Preaching and Listening

For my birthday this year, my wife generously bought be a new tenor saxophone. I started on clarinet in sixth grade. In college, I switched to tenor saxophone (and still doubled on clarinet), and played on school horns. A few months after college, I bought a late-60s King Cleveland off eBay. Despite hundreds of dollars of repairs and adjustments, it’s never been a high quality instrument. The octave mechanism stick, there is always at least one leaky pad, the action is slow, it feels like it’s made out of tin, and it’s always a little stuffy. Now I have a P. Mauriat Le Bravo 200 that feels and plays much better. So… a huge thank you to my wife!

And that means that I’m practicing again. It’s something that I have to make time for, but I can usually get an hour or two in every day: practicing the blues in different keys, running scales and arpeggios, striving to get my tempos up, going through different tunes, and… transcribing.

Transcribing is the practice of listening to another musician’s solo and trying to replicate it. So, right now, I’m working on Miles Davis’s famous solo from Kind of Blue. I’m not writing it down — so, I suppose, I’m not technically transcribing — but I listen to a few notes or a few bars and try to play them back. And, as I get more of it under my fingers, I can play more of the solo right along with Miles. The point of this exercise is to train my ear; to get to a place where I can hear a phrase — in principle, any phrase — and repeat it.

And I do this because of something that I heard saxophonist Bob Reynolds say. To paraphrase: improvisation is the art of transcribing ourselves in real time. I want to be able to play what I’m hearing in my head at the same time that I’m hearing it.

And I started thinking about this in the context of preaching.

Specifically, I started thinking about why I don’t listen to — and imitate — other preachers? We have a handful of rockstar preachers in the United Church of Christ; and even outside of those rockstars, I know many pastors whose preaching I admire. Technology has made it easy to record and share sermons, and many churches publish recordings of sermons, so they’re easily available. And I know that listening to other preachers deliver good sermons well invigorates and inspires me when I hear them at denominational gatherings; so surely listening to them on a regular basis, for the purpose of learning from them, would make be a better preacher.

So why don’t I do it?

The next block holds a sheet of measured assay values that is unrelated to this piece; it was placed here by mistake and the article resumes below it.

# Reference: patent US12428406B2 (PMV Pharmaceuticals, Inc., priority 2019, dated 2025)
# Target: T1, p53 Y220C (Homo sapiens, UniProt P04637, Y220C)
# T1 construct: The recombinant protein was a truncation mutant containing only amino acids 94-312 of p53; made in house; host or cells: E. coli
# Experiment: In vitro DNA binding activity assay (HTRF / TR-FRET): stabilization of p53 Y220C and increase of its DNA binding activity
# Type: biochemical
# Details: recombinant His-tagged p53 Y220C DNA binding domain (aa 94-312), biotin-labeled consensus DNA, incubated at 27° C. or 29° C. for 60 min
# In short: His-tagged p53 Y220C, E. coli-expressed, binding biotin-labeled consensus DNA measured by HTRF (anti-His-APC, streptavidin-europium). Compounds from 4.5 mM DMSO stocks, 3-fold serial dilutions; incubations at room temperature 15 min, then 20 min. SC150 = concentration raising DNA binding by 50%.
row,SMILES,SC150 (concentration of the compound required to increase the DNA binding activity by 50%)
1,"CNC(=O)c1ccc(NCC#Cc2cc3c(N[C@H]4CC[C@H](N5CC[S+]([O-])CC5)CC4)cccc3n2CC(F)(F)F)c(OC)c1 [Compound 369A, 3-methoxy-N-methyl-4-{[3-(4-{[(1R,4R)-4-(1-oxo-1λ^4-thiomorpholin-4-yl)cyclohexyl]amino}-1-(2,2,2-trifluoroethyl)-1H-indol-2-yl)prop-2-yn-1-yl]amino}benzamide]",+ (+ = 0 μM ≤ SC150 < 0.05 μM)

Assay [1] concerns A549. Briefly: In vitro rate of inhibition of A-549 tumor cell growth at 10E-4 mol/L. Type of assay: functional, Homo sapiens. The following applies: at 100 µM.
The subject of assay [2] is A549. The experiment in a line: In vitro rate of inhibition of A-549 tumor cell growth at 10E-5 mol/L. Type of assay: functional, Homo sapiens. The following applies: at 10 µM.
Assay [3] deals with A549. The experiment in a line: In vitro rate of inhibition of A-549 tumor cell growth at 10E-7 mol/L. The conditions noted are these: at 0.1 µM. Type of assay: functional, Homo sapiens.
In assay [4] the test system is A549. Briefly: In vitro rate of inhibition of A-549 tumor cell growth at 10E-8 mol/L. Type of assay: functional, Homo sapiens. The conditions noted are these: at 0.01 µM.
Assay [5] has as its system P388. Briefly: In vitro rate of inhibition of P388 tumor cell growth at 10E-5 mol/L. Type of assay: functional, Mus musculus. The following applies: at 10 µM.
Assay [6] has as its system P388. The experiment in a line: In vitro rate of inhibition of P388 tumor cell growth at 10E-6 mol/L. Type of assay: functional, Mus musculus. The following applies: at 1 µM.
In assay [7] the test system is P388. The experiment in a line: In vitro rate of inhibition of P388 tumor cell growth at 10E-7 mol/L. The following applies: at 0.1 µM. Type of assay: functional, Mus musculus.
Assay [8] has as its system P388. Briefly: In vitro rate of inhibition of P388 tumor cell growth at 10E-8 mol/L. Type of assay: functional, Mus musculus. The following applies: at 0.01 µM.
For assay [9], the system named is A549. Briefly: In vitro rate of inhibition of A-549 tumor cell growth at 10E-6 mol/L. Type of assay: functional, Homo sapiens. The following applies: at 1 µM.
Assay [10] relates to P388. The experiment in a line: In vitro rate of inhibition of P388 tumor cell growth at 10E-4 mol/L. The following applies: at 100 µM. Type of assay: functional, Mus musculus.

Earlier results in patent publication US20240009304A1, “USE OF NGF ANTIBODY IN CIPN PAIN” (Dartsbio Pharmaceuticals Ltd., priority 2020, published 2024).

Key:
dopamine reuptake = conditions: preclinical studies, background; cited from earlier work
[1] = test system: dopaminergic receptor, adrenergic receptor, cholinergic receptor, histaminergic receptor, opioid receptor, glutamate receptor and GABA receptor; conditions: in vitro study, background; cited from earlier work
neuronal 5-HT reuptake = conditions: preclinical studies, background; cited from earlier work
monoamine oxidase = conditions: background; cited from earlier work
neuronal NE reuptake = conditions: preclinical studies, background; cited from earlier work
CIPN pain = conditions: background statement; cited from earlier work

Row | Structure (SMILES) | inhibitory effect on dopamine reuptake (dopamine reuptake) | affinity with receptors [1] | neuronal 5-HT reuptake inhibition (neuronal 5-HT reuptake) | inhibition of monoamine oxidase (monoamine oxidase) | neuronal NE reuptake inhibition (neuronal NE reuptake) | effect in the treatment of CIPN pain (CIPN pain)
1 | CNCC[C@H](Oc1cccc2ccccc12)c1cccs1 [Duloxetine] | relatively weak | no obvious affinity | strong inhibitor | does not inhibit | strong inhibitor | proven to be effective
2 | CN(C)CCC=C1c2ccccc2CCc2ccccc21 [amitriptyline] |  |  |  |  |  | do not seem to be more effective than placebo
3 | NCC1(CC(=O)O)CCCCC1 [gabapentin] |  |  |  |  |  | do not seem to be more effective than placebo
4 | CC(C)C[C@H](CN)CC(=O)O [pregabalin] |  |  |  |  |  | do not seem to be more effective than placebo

I think there are a few reasons.

First, I don’t think we usually think about preaching as performance or about sermons as a form of music. But it is a performance and public speaking has a lot in common with music. As preachers, we each have our signature patterns and phrases. Volume, rhythm, and phrasing all matter. Even where we look, how we gesture, and what facial expressions we wear make a difference. And while it is a lot of work to compose a new sermon every week, part of that composition should include thoughts on how I will deliver it.

Second, we tend to think that ‘borrowing’ from another preacher is bad form. The reason that I transcribe on the saxophone is to train my ear; and part of what I am training my ear to do is learn the language of jazz. I am learning new phrases that I can add to my repertoire… and that I can deploy elsewhere. I will never play Miles’s solo during a performance, but a measure that sounds like it might possibly be based on something from that solo might sneak into a solo on another piece where there’s an Em7 chord. The same principle should apply to preaching. I will never deliver the same line that some other preacher delivers, but a rhythm or inflection might slip in during a sermon on a different scripture. Of course, it will only do that if I add it to my own ‘language’. Not necessarily the words I say, but how I say them.

Third, I think many of us are scared to experiment. On Sunday morning, I have to use the time I have during the sermon to do a lot of work. Not only do I have to deliver an inspiring message; I often have to provide a basic education on the Bible, comment on current events, and do a dozen other things. Experimenting with a new style of preaching means taking a risk that my congregation might not be open to. The last think I want people remember is an awkward moment in the sermon; especially if that means they aren’t remembering something else. But that should be easy to manage: only use new things in practice until you’re comfortable with them.

So, I’m going to try an experiment. Along with practicing my saxophone and working on that Miles David solo, I’m going to take the time to listen to other preachers and — as it were — work on their solos. Hopefully, that will add some licks to my preaching vocabulary and make me a better, more interesting, and more diverse preacher.

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